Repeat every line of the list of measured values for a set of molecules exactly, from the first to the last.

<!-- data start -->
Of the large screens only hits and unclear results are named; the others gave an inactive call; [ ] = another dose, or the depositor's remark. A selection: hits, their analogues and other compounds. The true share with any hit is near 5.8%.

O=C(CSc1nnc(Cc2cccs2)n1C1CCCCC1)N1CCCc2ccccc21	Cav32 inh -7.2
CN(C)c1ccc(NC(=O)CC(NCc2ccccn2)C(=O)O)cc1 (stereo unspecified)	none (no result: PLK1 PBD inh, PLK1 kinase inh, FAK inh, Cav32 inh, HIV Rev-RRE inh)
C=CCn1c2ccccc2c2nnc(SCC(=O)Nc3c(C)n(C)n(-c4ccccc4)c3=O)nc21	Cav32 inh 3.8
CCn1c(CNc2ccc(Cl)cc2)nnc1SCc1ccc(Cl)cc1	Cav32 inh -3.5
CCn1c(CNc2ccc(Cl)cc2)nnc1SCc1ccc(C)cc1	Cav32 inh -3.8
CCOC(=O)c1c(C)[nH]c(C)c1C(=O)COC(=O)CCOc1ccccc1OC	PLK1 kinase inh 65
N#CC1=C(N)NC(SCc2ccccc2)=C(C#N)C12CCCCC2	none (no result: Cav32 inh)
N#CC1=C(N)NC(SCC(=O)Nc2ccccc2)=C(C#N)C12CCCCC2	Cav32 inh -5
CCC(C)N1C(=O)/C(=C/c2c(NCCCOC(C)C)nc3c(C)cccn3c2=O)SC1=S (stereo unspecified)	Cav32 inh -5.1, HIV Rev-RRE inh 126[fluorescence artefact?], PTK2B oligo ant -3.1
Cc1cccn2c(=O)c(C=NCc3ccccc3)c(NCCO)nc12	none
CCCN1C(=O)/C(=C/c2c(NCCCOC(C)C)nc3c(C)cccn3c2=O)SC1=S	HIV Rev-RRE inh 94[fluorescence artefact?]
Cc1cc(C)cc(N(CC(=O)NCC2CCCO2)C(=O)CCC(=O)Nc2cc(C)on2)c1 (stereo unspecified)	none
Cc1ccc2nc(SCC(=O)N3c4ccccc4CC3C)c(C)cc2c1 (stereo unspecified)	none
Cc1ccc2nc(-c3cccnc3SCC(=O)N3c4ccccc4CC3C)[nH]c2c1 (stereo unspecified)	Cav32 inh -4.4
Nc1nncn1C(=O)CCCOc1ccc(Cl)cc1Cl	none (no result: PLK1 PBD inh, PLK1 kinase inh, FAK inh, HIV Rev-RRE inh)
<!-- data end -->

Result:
Of the large screens only hits and unclear results are named; the others gave an inactive call; [ ] = another dose, or the depositor's remark. A selection: hits, their analogues and other compounds. The true share with any hit is near 5.8%.

O=C(CSc1nnc(Cc2cccs2)n1C1CCCCC1)N1CCCc2ccccc21	Cav32 inh -7.2
CN(C)c1ccc(NC(=O)CC(NCc2ccccn2)C(=O)O)cc1 (stereo unspecified)	none (no result: PLK1 PBD inh, PLK1 kinase inh, FAK inh, Cav32 inh, HIV Rev-RRE inh)
C=CCn1c2ccccc2c2nnc(SCC(=O)Nc3c(C)n(C)n(-c4ccccc4)c3=O)nc21	Cav32 inh 3.8
CCn1c(CNc2ccc(Cl)cc2)nnc1SCc1ccc(Cl)cc1	Cav32 inh -3.5
CCn1c(CNc2ccc(Cl)cc2)nnc1SCc1ccc(C)cc1	Cav32 inh -3.8
CCOC(=O)c1c(C)[nH]c(C)c1C(=O)COC(=O)CCOc1ccccc1OC	PLK1 kinase inh 65
N#CC1=C(N)NC(SCc2ccccc2)=C(C#N)C12CCCCC2	none (no result: Cav32 inh)
N#CC1=C(N)NC(SCC(=O)Nc2ccccc2)=C(C#N)C12CCCCC2	Cav32 inh -5
CCC(C)N1C(=O)/C(=C/c2c(NCCCOC(C)C)nc3c(C)cccn3c2=O)SC1=S (stereo unspecified)	Cav32 inh -5.1, HIV Rev-RRE inh 126[fluorescence artefact?], PTK2B oligo ant -3.1
Cc1cccn2c(=O)c(C=NCc3ccccc3)c(NCCO)nc12	none
CCCN1C(=O)/C(=C/c2c(NCCCOC(C)C)nc3c(C)cccn3c2=O)SC1=S	HIV Rev-RRE inh 94[fluorescence artefact?]
Cc1cc(C)cc(N(CC(=O)NCC2CCCO2)C(=O)CCC(=O)Nc2cc(C)on2)c1 (stereo unspecified)	none
Cc1ccc2nc(SCC(=O)N3c4ccccc4CC3C)c(C)cc2c1 (stereo unspecified)	none
Cc1ccc2nc(-c3cccnc3SCC(=O)N3c4ccccc4CC3C)[nH]c2c1 (stereo unspecified)	Cav32 inh -4.4
Nc1nncn1C(=O)CCCOc1ccc(Cl)cc1Cl	none (no result: PLK1 PBD inh, PLK1 kinase inh, FAK inh, HIV Rev-RRE inh)